Hush Kids is a songwriting blind date that paid f.
Jill Andrews and Peter Groenwald were introduced their respective publishers four years ago. The first session yielded a song for their self-titled debut album, whose "What's Your Hurry" premieres exclusively below. "It was amazing," Andrews recalls. But it was the second time, a few years later, that cemented the tandem.
"We wrote in Peter's boat, which was parked in his back yard," recalls Andrews, who had released a pair solo albums and had been part the band the Everybodyfields. "We were dry-docked, but we had a couple beers," adds Groenwald. That session led to another song both singer-songwriters loved, and the proverbial light bulbs went f. "I was doing a little mixing on it," Groenwald remembers, "and I said, 'Wait, this is done, and it's awesome' and Jill was the one who said, 'and we should start a band!' I felt like I couldn't say no, because she clearly has a lot going on and it's her idea to do this. I had to say yes."
"Or you'd be a total slacker," Andrews adds with a laugh.
The 10 tracks on Hush Kids, produced by Ian Fitchuk (Kacey Musgraves), showcase Andrews' and Groenwald's instinctive sense singing together, both in unison and harmonies, as well as a flair for rich melodies and ambient spaciousness. "What's Your Hurry," one several co-written with Fitchuk, "kind just came from our own lives," according to Andrews. Both she and Groenwald are parents, and the hectic nature everyday lives steered them towards "trying to write a song about chilling the hell out," according to Groenwald. "It's always easy to write the heartbreak or the sad songs; It's not always easy to write a feel-good, cruisin' down the highway song, and that's what we were trying to do, something easy breezy." Andrews adds that, "We were just thinking about the idyllic kind living, where you can sit back and hang with the world that's around you and be with people who are around you, and your families. It's kind a wake-up call to ourselves about that."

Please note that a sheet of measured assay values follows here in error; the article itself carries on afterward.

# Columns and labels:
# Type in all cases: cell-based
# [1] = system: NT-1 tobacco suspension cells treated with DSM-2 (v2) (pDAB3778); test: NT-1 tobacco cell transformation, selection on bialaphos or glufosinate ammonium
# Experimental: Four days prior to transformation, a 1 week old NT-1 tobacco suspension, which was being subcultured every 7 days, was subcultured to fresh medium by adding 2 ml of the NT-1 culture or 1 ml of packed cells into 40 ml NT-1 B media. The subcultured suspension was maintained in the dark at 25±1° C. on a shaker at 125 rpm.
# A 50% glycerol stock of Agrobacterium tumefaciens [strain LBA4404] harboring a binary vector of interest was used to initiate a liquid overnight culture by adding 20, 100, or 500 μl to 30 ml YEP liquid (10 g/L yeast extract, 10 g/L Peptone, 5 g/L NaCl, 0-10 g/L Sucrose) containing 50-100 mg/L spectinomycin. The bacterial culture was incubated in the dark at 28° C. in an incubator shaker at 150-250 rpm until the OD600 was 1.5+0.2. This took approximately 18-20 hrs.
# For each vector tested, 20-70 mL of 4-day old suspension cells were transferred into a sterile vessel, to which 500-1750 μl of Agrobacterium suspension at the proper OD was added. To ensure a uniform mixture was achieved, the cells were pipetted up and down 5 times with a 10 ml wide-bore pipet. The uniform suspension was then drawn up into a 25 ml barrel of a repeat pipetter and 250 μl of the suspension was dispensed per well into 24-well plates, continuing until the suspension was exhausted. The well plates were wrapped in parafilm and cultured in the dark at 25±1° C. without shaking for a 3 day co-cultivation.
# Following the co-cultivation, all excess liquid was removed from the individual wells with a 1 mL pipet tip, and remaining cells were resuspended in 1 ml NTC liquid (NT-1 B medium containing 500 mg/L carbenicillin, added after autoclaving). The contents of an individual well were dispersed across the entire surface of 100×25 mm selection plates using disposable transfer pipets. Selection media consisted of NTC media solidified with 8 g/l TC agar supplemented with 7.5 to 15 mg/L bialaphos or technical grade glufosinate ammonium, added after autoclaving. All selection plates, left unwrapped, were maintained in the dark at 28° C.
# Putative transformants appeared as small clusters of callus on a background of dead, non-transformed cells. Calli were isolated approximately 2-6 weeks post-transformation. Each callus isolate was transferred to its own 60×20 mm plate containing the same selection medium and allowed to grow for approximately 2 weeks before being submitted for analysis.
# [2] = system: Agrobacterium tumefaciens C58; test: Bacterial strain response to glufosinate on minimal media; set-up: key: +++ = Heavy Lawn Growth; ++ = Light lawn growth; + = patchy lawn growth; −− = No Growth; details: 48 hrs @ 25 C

With Hush Kids coming Oct. 26, the duo is hoping to play some live dates and is certain it will be a going concern. Groening, in fact, was "a huge part" a new solo album Andrews recently recorded. And they have more songs to develop from the 20 or so they worked on for the debut album.
"We want to put this album out and keep writing together and making music," Andrews says. "It's really very fun. It's also hard because we both have our own things going on." Groenwald elaborates that, "This is full time -- but we've each got maybe three full-time things going on. But this is a priority. You'll definitely be hearing more from us."